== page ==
On a sidewalk in the South Side, Aubrey Plesh is serving a hot, home-cooked meal off a folding table. It's covered with loaded mashed potatoes, chicken and gravy, and chicken marsala.
More than a dozen people have showed up on this chilly Sunday night for the outdoor meal. They're often referred to in a way that Plesh rejects.
"Homelessness, or homeless, is a very confining term," said Plesh.
She prefers to use a different term.
"We say 'displaced,' because it's a more accurate term for saying that someone isn't exactly where or how they want to be," said Plesh; similarly, she refers to someone who has a home in the "traditional" sense as "having walls" or "being walled."
Plesh has been running Team PSBG for about 18 months now and describes the organization as a bridge for the displaced.
“I don’t have any direct services myself in terms of housing, work, or anything like that. There is an entity for everything that already exists. My job is to get people to those entities," said Plesh.
One such entity is Just Harvest, a South Side non-profit fighting hunger in underserved communities. Amanda Fry, the organization's volunteer coordinator, said Plesh will often walk in with five people at a time to help them get food stamps.
“Aubrey and Team PSBG will literally go into a homeless camp and they’ve got a rapport with this population," said Fry.
One of the Team PSBG clients at the Sunday dinner was Jessica, who asked not to use her last name. She said when she got here from Oklahoma, she was living on the street and she didn’t have access to medical care.
Then, she met Plesh.
“She literally will pick you up and take you to your doctor’s appointment and sit in that office with you," said Jessica, adding, with a chuckle, "She made me get my shots."
And more recently, Plesh got Jessica connected with Allegheny Link, a housing assistance service run by the county.
"I actually just moved into my new place last night," said Jessica.
Plesh explained that, for many people, it’s not easy to just walk into a building and ask a stranger for what they need.
"It's very hard to advocate for yourself, because there's a lot of emotion when it's happening to you. You can't see outside the box. When you have somebody else who can be your mouthpiece, it really takes away the sting," said Plesh.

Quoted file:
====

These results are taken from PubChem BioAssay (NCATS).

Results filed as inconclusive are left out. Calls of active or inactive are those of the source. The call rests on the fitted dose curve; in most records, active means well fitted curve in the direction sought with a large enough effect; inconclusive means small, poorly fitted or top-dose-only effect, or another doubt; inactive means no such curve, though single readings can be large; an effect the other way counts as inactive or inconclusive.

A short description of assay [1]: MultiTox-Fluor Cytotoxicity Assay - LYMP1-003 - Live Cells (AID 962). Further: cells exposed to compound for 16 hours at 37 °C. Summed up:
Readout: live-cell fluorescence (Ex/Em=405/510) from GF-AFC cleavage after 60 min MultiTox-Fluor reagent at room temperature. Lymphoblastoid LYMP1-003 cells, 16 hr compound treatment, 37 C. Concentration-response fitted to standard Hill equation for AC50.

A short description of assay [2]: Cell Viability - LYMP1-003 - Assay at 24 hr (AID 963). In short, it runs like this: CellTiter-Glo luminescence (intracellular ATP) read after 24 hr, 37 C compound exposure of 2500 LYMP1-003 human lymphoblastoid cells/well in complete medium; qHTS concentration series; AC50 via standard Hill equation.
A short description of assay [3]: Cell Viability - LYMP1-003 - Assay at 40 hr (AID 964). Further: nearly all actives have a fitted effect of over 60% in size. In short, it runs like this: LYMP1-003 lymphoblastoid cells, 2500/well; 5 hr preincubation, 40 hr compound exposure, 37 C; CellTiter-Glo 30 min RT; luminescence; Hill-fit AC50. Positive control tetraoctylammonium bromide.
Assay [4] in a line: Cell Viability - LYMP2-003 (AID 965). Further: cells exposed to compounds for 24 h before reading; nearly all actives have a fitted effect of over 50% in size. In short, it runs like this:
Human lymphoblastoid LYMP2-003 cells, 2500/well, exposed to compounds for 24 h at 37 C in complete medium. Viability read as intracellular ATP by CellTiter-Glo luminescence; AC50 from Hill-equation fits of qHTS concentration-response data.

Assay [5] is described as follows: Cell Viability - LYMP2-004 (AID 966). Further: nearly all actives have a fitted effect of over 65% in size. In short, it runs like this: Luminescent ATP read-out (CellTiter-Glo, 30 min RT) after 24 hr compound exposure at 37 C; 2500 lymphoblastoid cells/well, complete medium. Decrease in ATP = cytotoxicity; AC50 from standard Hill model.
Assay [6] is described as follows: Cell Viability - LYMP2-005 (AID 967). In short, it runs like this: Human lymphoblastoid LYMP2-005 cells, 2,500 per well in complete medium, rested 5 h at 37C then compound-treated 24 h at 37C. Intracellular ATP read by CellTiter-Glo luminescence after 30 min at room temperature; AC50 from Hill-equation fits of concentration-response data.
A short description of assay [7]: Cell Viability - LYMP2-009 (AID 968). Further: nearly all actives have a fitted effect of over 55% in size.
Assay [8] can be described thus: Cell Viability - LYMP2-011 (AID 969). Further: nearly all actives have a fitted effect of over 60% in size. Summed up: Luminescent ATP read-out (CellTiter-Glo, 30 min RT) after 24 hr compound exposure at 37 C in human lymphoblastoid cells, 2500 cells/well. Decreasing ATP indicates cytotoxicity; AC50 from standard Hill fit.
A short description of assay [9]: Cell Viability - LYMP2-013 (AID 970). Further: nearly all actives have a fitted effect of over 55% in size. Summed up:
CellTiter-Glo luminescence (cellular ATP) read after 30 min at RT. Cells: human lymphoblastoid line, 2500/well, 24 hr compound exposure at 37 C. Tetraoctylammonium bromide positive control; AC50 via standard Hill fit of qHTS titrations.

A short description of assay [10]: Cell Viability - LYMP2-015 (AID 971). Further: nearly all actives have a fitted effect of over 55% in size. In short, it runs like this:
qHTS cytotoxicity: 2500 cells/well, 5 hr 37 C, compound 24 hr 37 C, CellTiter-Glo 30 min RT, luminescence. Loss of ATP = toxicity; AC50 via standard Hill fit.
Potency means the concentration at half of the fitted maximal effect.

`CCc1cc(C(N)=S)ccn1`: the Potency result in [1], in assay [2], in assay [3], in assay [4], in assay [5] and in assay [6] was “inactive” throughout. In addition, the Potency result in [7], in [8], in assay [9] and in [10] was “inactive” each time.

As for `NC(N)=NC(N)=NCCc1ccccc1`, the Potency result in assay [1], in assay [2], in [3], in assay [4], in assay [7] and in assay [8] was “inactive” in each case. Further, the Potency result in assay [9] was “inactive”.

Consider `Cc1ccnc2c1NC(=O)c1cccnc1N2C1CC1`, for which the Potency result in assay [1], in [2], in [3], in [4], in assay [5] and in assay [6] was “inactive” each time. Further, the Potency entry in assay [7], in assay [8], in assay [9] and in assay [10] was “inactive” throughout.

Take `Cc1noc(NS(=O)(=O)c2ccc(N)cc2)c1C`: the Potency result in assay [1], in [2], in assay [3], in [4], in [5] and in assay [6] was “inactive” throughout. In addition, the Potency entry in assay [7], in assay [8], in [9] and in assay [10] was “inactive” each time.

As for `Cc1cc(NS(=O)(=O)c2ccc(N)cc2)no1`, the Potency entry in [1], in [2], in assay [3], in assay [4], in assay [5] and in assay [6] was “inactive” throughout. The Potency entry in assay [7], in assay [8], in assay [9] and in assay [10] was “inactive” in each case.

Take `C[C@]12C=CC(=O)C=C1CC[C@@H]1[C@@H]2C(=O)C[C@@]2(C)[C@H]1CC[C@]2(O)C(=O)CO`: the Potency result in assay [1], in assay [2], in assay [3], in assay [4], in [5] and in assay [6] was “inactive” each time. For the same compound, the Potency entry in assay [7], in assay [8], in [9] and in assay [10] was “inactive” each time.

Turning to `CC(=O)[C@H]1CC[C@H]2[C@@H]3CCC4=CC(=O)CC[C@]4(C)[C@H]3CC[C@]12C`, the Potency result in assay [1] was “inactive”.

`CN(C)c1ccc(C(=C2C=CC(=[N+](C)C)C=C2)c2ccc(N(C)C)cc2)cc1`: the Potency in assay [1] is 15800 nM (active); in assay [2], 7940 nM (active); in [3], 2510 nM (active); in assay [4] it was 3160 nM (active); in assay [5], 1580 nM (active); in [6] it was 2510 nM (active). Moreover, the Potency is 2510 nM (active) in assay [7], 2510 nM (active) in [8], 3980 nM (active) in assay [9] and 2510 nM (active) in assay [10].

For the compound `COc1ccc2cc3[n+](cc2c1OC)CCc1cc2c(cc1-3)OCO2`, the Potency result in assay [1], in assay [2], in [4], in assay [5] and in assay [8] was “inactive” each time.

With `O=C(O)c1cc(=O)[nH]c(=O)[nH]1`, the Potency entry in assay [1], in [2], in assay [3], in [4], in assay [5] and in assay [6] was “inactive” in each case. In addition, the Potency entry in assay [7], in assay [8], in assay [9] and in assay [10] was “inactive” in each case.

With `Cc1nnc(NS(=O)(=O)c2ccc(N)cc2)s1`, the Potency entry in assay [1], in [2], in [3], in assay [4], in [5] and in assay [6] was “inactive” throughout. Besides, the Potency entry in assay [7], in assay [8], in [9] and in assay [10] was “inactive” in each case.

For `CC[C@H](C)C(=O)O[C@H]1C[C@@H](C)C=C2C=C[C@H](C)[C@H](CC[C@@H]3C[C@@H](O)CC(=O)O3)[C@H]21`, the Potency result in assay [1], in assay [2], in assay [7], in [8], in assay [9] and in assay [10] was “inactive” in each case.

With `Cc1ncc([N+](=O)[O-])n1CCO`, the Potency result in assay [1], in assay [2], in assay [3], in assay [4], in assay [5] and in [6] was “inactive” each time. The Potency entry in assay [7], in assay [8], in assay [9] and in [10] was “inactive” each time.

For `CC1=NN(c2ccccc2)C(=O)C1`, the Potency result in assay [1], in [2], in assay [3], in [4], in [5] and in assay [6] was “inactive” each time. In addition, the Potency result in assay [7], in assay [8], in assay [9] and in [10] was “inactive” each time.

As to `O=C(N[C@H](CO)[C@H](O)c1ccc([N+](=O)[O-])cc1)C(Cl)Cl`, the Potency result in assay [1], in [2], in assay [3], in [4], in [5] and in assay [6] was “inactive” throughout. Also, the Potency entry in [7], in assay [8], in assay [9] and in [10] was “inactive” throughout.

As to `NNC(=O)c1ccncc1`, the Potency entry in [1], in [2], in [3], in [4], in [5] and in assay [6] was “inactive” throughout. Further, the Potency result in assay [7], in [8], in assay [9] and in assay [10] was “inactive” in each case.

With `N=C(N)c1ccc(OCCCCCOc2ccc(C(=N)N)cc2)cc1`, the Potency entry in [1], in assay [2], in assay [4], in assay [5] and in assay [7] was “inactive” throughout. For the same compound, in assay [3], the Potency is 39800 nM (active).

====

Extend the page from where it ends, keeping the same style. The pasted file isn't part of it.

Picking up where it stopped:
Plesh’s partner at Team PSBG, Brendan Dorsey, goes by “Silent B” because he hardly used to talk to anyone. When he met Plesh about a year ago, Dorsey said he was living an isolated life in a tent by the river in the South Side.
"I put myself there because I didn't want to be a part of society anymore," said Dorsey.
Plesh helped him switch clinics to get appropriate care for hepatitis C and a host of mental health issues including depression, social anxiety and OCD. Dorsey kicked alcoholism along the way, and he now has a home with walls.
Today, Team PSBG’s client list has grown to more than 100 people, largely through word of mouth in the displaced community, and they’ve started using Delanie’s Coffee on East Carson Street as an unofficial daytime office.
"I was very honest with them. I told them, 'We’re going to be bringing the same people that have been on your corner at 18th Street panhandling and talk to them and try to help them,'" said Plesh. "They welcomed us with open arms."
Plesh said it's hard to know what the future holds for Team PSBG: the organization runs on a small amount of donations and a credit that she opened personally. For now, she said, she and Dorsey will continue to take things one day at a time.
"I can’t imagine not doing this. It took me a while to realize, but this is my purpose,” said Plesh.